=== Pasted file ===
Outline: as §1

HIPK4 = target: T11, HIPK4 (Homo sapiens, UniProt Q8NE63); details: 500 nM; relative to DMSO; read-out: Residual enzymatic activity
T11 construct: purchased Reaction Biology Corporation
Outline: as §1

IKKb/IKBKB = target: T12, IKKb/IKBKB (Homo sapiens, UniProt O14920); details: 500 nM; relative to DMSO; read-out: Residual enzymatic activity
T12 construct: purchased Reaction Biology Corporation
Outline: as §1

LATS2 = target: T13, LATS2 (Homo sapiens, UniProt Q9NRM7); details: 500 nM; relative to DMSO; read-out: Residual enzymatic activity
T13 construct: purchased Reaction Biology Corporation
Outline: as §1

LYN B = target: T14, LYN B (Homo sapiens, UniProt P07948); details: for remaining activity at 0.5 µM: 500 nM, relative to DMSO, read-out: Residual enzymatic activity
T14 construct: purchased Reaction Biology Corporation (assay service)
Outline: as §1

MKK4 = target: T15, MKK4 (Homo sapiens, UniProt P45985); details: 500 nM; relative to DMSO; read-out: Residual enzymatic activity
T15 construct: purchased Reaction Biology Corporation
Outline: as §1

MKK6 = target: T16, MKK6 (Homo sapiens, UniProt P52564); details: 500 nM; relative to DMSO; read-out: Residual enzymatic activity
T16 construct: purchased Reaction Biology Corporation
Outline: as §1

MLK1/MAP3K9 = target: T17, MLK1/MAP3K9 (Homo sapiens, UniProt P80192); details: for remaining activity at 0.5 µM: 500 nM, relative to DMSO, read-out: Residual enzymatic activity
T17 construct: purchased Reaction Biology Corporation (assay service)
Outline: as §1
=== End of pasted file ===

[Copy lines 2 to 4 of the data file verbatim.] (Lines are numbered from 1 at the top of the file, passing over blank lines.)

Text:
HIPK4 = target: T11, HIPK4 (Homo sapiens, UniProt Q8NE63); details: 500 nM; relative to DMSO; read-out: Residual enzymatic activity
T11 construct: purchased Reaction Biology Corporation
Outline: as §1